WorldatWork's "COVID-19 Quick Polls" found on Thursday that 33% of the 101 employers surveyed expect to return to normal operations in May. However, 40% of organizations are targeting the summer months for a return to normalcy, with June (25%) being the most common projections. 19% of employers are optimistic things will return back to normal sooner rather than later, as they are targeting April to resume regular operations.
People Versus Profit
Thursday's second quick poll brought some insight into how organizations are balancing the needs of employees versus the need to generate revenue/profit. Half of the 101 employers surveyed said they are balancing the needs equally and 25% said they are mostly prioritizing employees. Meanwhile, 9% said they are only prioritizing workers while just 5% said they are somewhat prioritizing revenue/profit.
Adjusting Performance Metrics in Annual Incentive Compensation Plans
WorldatWork's "COVID-19 Quick Polls" found on Friday that nearly half (43%) of the 90 employers surveyed are undecided about whether they will adjust their performance metrics in annual incentive compensation plans in response to COVID-19 and economic uncertainty. 17% of employers said they considered adjusting but decided to revisit the option later, 15% said they are still in the process of setting performance metrics and 14% said they considered the option but won't adjust.
Instituting Teleworking Across the Business
WorldatWork's "COVID-19 Quick Polls" found on March 30 that most (98%) of the 216 employers surveyed have moved their workforce to fully remote. 55% said they have required only non-essential employees to work remote while 43% said their entire workforce is remote. Just 1% of the respondents said they aren't remote yet but are considering it and the other 1% said they aren't requiring employees to work remotely and aren't considering it.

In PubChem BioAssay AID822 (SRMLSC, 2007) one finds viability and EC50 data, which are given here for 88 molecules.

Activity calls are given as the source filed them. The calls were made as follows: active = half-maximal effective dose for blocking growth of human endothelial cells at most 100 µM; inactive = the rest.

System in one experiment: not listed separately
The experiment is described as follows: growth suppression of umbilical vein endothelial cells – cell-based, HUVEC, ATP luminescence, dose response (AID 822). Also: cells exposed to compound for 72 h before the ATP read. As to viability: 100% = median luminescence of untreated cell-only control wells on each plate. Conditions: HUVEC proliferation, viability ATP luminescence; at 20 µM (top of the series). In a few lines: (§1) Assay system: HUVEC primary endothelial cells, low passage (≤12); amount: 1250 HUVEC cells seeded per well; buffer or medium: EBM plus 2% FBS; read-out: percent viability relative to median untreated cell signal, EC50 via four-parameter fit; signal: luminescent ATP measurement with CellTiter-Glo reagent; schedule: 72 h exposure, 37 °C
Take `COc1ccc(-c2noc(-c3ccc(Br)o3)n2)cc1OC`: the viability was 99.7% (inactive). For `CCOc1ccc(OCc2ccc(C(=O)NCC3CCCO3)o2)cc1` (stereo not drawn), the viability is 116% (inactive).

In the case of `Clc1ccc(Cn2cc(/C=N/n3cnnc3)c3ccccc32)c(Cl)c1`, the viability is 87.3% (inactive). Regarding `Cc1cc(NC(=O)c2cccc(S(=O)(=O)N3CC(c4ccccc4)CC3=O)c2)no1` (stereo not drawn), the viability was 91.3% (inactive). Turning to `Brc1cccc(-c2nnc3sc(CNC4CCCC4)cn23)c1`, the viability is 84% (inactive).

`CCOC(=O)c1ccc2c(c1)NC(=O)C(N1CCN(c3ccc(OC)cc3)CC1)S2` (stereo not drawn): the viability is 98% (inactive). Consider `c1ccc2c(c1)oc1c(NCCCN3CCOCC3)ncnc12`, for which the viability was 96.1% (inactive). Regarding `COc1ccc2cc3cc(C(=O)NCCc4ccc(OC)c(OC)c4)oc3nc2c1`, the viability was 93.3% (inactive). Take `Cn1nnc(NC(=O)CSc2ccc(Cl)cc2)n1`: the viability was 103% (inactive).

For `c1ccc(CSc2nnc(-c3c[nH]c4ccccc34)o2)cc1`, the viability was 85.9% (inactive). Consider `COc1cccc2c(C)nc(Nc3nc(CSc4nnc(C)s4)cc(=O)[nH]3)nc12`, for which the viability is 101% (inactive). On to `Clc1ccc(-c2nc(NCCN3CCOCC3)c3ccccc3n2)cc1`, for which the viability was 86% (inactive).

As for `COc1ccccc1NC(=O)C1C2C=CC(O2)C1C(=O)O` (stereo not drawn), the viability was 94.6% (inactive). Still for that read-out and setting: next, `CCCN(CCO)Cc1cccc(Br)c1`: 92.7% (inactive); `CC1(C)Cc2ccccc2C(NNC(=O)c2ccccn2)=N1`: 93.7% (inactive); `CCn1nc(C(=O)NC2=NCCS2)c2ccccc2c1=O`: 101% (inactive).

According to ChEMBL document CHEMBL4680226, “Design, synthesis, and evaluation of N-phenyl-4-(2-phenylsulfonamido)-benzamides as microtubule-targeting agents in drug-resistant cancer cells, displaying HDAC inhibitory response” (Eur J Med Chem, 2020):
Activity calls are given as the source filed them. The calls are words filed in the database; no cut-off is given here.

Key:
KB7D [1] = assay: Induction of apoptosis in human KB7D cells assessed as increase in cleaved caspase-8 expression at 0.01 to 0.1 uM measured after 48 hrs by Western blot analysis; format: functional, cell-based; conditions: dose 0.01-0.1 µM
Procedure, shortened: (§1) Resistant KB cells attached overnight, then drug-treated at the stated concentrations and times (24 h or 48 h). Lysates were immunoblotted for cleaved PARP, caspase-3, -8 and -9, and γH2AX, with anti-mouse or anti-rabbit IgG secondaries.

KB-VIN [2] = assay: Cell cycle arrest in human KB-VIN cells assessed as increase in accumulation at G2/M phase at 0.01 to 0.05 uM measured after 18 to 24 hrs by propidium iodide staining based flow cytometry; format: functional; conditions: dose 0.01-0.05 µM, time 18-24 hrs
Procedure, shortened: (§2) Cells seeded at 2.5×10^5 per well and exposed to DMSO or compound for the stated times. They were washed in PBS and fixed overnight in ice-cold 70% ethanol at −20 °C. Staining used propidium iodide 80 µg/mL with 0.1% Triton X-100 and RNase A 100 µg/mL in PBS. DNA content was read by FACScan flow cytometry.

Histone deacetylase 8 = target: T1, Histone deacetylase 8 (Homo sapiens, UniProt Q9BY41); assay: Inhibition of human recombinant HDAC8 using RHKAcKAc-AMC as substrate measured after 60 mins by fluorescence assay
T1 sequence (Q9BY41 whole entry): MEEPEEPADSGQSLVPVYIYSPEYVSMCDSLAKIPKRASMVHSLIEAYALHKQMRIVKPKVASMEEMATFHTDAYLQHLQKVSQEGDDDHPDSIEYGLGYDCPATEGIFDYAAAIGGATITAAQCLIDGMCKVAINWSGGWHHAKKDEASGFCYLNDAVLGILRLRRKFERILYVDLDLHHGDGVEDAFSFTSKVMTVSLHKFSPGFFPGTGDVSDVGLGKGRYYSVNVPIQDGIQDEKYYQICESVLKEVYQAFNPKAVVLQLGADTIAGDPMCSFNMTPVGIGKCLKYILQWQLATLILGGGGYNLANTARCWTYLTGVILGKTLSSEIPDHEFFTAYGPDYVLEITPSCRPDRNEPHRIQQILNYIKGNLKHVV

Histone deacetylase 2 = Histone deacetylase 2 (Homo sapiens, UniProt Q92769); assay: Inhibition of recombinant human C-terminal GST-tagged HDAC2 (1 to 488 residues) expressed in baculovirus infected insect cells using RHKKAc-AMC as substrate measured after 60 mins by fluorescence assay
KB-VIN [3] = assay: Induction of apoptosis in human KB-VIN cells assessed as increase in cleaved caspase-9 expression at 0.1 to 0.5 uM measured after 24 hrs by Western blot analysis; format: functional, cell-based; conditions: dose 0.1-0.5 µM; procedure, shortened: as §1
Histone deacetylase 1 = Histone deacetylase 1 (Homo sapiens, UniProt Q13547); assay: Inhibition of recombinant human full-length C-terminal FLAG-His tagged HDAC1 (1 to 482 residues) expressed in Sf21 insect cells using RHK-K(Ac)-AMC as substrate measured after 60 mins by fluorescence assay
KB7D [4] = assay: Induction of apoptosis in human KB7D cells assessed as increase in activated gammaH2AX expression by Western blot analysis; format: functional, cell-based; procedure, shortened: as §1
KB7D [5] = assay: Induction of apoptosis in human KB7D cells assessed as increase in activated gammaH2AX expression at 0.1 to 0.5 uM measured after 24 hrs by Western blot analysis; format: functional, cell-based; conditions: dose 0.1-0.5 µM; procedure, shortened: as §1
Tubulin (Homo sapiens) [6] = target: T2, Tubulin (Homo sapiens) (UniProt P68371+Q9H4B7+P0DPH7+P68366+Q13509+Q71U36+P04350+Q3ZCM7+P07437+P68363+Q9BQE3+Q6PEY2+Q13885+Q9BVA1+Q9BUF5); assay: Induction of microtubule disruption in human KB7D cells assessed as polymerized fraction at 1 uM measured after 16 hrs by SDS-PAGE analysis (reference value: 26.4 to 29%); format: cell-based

Recording Hours for Non-Exempt Employees
WorldatWork's "COVID-19 Quick Polls" found on March 31 that 68% of the 146 employers surveyed are using an online time-keeping system to record hours for non-exempt employees who cannot be on-site. 14% of employers are defaulting to a standard work week to keep track, 12% are having these employees submit manually to their manager and 6% are using a different method.
How Organizations Are Supporting Local Communities
WorldatWork's "COVID-19 Quick Polls" found on April 1 that 18% of the 51 employers surveyed are donating medical and personal protective equipment to support the local community amid the pandemic. 13% are donating to and matching donations to local charities, 12% are sharing/donating company supplies such as toilet paper and cleaning supplies and 12% are providing their products and services for free or at a discount.
Protecting Your Essential Workers
WorldatWork's "COVID-19 Quick Polls" found on April 2 that employers are providing their essential workers with a variety of gear to protect them against the spread of coronavirus. Of the 74 employers surveyed, 17% said they are providing/requiring more frequent facility cleaning, 16% are providing additional sanitation supplies, 13% are changing the office space layout and 12% are getting strategic with their scheduling.
Additionally, 11% are providing gloves, 10% are providing masks, 10% are reducing hours and 8% are limiting access to community areas such as break rooms.